Delaunayn - trivial triangle removal criteria

I’ve been playing with some triangulation code, and got sidetracked by a FIXME: Vectorize this for loop... block at the end of delaunayn.m (line 140). The point of the block is to identify and remove trivially small (or even zero volume) elements created in the space by calculating the volumes of all created figures (area for 2D triangle, volume for 3D, and ‘volume’ equivalent for >3D) then:

Any simplex with a relative volume less than some arbitrary criteria is rejected. The criteria we use is the volume of the simplex corresponding to an orthogonal simplex is equal edge length all equal to the edge length of the original simplex. If the relative volume is 1e3*eps then the simplex is rejected.

this makes sense. however, the code does not calculate a relative volume. the 2D case is already broken out and vectorized for fast computation, and it’s easy to see that after the areas of the triangles are calculated, those areas are separately divided by the two lengths of each side used for area calculation, and the two results are compared to the tolerance. This is not a relative area, it’s two separate area/length comparisons

for the >2D cases, the same thing happens. the “volume” is calculated, then that “volume” divided by each side length is compared with the same tolerance. so for 3D it’s a volume/length, for 4D its (4Dspace/length). In no case is a relative ‘volume’ being compared against the tolerance.

I would think each would be divided by some product of the side-lengths to give a dimensionally appropriate ‘relative volume’. otherwise it just doesn’t seem to make sense.

Thoughts on this? not sure if anyone here was involved in writing the delaunay code or if there’s a reference that provides this as a justified approach.

Sorry. Misread the code.

Ok. Next attempt in trying to understand the algorithm.

If I understand the description of the algorithm correctly, there are two volumes that are important:

  1. The volume of the original simplex.
  2. The volume of an orthogonal simplex where the first n side are equal to the original simplex (with n being the number of dimensions).

The first volume is trivial to calculate and a reference to the source is given in the comment:
V = abs (det (X));

It doesn’t look like the second volume is actually calculated.
Instead, the following system of linear equations is solved:
Y = V / L
Like Nick wrote, the denominator L = sqrt (sumsq (X, 2)) is a vector with the lengths of the first n sides of the original simplex.
So, the question is: What is Y in that equation?
For that, it might be a good idea to multiply both sides of that equation by L:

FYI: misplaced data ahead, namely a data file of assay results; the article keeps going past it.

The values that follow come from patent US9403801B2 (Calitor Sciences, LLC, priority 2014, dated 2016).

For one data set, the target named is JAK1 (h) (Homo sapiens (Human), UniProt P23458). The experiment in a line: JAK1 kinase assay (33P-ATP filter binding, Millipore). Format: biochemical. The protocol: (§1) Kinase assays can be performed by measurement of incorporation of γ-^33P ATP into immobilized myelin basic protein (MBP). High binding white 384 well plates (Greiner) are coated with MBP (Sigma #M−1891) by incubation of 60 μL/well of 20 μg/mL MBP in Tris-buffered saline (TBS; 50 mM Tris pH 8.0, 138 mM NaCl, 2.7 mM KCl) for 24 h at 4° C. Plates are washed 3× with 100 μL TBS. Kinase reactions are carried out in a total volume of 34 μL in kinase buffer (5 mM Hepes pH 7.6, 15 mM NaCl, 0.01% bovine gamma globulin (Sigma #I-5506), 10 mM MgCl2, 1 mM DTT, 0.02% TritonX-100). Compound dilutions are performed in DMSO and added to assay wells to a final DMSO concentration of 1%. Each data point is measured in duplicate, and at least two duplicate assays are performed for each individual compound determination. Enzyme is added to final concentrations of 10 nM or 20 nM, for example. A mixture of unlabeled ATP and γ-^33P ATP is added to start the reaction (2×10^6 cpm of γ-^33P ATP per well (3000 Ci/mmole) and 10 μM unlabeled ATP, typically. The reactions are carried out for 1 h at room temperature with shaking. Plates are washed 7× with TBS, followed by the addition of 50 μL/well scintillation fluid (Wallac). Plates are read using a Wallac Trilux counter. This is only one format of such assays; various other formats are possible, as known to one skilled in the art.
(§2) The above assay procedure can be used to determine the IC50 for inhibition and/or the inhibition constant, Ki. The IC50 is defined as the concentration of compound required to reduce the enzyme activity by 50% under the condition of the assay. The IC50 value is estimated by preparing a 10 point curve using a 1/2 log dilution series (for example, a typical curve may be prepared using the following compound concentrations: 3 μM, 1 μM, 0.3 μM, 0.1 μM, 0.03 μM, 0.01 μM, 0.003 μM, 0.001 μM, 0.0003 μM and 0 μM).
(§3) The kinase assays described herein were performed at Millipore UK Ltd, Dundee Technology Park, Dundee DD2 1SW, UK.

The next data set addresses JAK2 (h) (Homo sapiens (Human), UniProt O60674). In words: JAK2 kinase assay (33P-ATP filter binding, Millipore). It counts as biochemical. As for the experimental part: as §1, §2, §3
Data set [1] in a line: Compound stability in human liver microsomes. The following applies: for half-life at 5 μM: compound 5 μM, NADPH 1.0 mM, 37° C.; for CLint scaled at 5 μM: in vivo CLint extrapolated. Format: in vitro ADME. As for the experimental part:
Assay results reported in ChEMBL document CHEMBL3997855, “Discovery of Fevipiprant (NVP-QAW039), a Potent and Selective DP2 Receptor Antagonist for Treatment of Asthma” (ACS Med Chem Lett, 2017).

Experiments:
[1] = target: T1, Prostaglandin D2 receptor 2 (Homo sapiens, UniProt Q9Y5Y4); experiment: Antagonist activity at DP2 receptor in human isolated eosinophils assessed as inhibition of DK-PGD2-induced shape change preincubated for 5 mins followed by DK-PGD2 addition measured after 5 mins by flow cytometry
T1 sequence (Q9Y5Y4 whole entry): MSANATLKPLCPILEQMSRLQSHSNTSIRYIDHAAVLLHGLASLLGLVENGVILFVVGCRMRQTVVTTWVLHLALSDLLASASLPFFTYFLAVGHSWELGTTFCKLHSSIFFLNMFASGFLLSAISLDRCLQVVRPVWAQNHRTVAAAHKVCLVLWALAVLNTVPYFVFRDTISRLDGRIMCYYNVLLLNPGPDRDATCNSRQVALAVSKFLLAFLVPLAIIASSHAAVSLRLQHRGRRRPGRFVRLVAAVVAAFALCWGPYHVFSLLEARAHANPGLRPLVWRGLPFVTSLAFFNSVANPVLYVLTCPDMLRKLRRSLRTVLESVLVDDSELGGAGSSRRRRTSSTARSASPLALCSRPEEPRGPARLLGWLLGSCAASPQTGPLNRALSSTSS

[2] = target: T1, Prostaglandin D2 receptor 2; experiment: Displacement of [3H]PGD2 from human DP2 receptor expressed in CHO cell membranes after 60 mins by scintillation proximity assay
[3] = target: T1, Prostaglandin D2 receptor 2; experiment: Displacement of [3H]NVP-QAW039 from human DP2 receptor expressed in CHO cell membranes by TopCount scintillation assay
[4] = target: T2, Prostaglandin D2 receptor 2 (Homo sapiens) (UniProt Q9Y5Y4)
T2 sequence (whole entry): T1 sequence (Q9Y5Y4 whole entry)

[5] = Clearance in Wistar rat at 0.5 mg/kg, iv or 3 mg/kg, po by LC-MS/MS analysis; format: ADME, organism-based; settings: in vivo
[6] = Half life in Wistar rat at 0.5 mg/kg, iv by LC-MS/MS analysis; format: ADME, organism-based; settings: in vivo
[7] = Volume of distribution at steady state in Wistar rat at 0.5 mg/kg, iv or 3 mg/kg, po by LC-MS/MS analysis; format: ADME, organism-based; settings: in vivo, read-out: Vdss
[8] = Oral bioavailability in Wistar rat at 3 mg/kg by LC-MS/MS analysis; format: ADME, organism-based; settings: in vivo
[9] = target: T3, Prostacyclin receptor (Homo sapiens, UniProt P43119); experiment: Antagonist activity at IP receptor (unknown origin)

V = Y * L

IIUC (at least for the 2d case), Y is the vector that is needed to form a rectangle with L that has the same volume as the original simplex.
If any of the components of Y is small, that means (at least) one of the original side lengths was very small compared to the others. That seems to be the condition that is used for discarding it.

There is probably more to it. But it seems to make some sense for me now…

I hope this is finally somewhat correct.

Yes, I think you mostly have it. It took me a moment to figure out what the linear equation was doing, but comparing it to the 2D case, it’s just doing a parallel/vectorized version of the check. The area or volume is divided by the length of the side, then a comparison operation is performed that only returns true if all, not just any, of the comparisons are smaller than tol. the
if (abs (det (X)) / sqrt (sumsq (X, 2)) < tol) is just vectorizing the same check, as does the same division it only returns true if the vector is all ones.

so I get what it’s doing, but it’s definitely not doing a relative volume check, and it means that the value of tol does not have consistent meaning across different dimensions like they seem to assume it should.

I’m not sure if I misunderstood your comment. But the condition uses mrdivide, not rdivide.

yes, it is a matrix divide. and now that I’m playing with different values I’m realizing my chosen trivial test values made it look almost equivalent to rdivide. error on my part. But this just emphasizes that the broken out 2D version isn’t doing the same thing.

The 2D code takes the area, then does a ./ of the volume by each vector independently

The >2D code does the det(volume)/[vector lengths] operation as:
[1x1] / [n x 1] = [1 x n]

and the elements of the [1xn] output, say V / [X1;X2;X3] = [a b c] satisfies
a*X1+b*X2+c*X3 = V

this means the abc aren’t independently determined by the vectors X1,2,3.

a simple 2D test case:

x = [0 4 0 5];
y = [0 0 3 4];

Tri = 
  3 2 1 
  3 2 4

Volume = 
  12
  19

inside the 2D code block:

abs (notdet(:,3) ./ sqrt (sumsq (p12, 2))) < tol &
abs (notdet(:,3) ./ sqrt (sumsq (p23, 2))) < tol
-->
[ [2.4; 3.8] < tol &
 [3.0; 4.6082] < tol]

forcing the 2D code to run through the nD block:

X(1) = 
 -4 3
  4 0

X(2) = 
  -4  3
  -1 -4

abs (det (X)) / sqrt (sumsq (X, 2)) < tol
-->
X1:  [1.4634   1.1707] < tol

X2:  [2.2619   1.8652] < tol

so the split out 2D and nD cases aren’t running the same test, and I don’t think either test equates to calculating a relative volume.